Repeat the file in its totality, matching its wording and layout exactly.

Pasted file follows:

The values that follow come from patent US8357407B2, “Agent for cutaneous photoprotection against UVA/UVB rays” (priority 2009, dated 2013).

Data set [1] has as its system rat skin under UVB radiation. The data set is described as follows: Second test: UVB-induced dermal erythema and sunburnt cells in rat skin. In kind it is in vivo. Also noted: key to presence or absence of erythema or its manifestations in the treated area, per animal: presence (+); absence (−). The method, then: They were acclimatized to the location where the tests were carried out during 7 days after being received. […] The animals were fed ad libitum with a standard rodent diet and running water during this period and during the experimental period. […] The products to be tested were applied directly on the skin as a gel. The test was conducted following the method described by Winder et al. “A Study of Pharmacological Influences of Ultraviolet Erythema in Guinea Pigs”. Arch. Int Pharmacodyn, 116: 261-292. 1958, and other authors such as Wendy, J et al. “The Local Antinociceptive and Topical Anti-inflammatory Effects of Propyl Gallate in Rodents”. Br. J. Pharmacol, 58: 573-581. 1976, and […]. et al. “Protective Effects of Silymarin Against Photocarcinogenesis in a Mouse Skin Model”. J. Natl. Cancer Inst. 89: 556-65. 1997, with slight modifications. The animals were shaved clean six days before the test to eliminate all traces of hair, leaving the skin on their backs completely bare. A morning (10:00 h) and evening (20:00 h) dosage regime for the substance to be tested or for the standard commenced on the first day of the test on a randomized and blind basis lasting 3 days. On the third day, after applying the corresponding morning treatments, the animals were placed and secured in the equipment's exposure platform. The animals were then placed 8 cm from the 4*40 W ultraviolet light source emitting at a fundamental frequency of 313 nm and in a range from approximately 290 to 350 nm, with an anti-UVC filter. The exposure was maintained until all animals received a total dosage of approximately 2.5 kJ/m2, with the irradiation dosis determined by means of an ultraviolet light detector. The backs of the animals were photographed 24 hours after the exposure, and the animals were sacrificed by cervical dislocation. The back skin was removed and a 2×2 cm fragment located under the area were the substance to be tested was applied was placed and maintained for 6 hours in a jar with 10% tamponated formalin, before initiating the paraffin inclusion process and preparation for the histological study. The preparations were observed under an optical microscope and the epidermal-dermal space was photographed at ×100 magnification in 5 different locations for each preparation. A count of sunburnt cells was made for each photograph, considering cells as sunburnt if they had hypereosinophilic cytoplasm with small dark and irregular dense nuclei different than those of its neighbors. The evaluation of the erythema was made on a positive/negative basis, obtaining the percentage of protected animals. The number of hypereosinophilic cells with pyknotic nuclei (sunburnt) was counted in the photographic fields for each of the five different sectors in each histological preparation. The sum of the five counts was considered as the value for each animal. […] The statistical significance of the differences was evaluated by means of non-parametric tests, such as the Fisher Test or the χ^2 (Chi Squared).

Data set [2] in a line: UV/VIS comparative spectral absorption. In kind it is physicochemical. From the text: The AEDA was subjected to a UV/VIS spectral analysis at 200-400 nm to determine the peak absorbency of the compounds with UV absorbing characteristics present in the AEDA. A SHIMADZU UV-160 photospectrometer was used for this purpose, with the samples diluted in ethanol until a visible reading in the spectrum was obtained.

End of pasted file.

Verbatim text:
The values that follow come from patent US8357407B2, “Agent for cutaneous photoprotection against UVA/UVB rays” (priority 2009, dated 2013).

Data set [1] has as its system rat skin under UVB radiation. The data set is described as follows: Second test: UVB-induced dermal erythema and sunburnt cells in rat skin. In kind it is in vivo. Also noted: key to presence or absence of erythema or its manifestations in the treated area, per animal: presence (+); absence (−). The method, then: They were acclimatized to the location where the tests were carried out during 7 days after being received. […] The animals were fed ad libitum with a standard rodent diet and running water during this period and during the experimental period. […] The products to be tested were applied directly on the skin as a gel. The test was conducted following the method described by Winder et al. “A Study of Pharmacological Influences of Ultraviolet Erythema in Guinea Pigs”. Arch. Int Pharmacodyn, 116: 261-292. 1958, and other authors such as Wendy, J et al. “The Local Antinociceptive and Topical Anti-inflammatory Effects of Propyl Gallate in Rodents”. Br. J. Pharmacol, 58: 573-581. 1976, and […]. et al. “Protective Effects of Silymarin Against Photocarcinogenesis in a Mouse Skin Model”. J. Natl. Cancer Inst. 89: 556-65. 1997, with slight modifications. The animals were shaved clean six days before the test to eliminate all traces of hair, leaving the skin on their backs completely bare. A morning (10:00 h) and evening (20:00 h) dosage regime for the substance to be tested or for the standard commenced on the first day of the test on a randomized and blind basis lasting 3 days. On the third day, after applying the corresponding morning treatments, the animals were placed and secured in the equipment's exposure platform. The animals were then placed 8 cm from the 4*40 W ultraviolet light source emitting at a fundamental frequency of 313 nm and in a range from approximately 290 to 350 nm, with an anti-UVC filter. The exposure was maintained until all animals received a total dosage of approximately 2.5 kJ/m2, with the irradiation dosis determined by means of an ultraviolet light detector. The backs of the animals were photographed 24 hours after the exposure, and the animals were sacrificed by cervical dislocation. The back skin was removed and a 2×2 cm fragment located under the area were the substance to be tested was applied was placed and maintained for 6 hours in a jar with 10% tamponated formalin, before initiating the paraffin inclusion process and preparation for the histological study. The preparations were observed under an optical microscope and the epidermal-dermal space was photographed at ×100 magnification in 5 different locations for each preparation. A count of sunburnt cells was made for each photograph, considering cells as sunburnt if they had hypereosinophilic cytoplasm with small dark and irregular dense nuclei different than those of its neighbors. The evaluation of the erythema was made on a positive/negative basis, obtaining the percentage of protected animals. The number of hypereosinophilic cells with pyknotic nuclei (sunburnt) was counted in the photographic fields for each of the five different sectors in each histological preparation. The sum of the five counts was considered as the value for each animal. […] The statistical significance of the differences was evaluated by means of non-parametric tests, such as the Fisher Test or the χ^2 (Chi Squared).

Data set [2] in a line: UV/VIS comparative spectral absorption. In kind it is physicochemical. From the text: The AEDA was subjected to a UV/VIS spectral analysis at 200-400 nm to determine the peak absorbency of the compounds with UV absorbing characteristics present in the AEDA. A SHIMADZU UV-160 photospectrometer was used for this purpose, with the samples diluted in ethanol until a visible reading in the spectrum was obtained.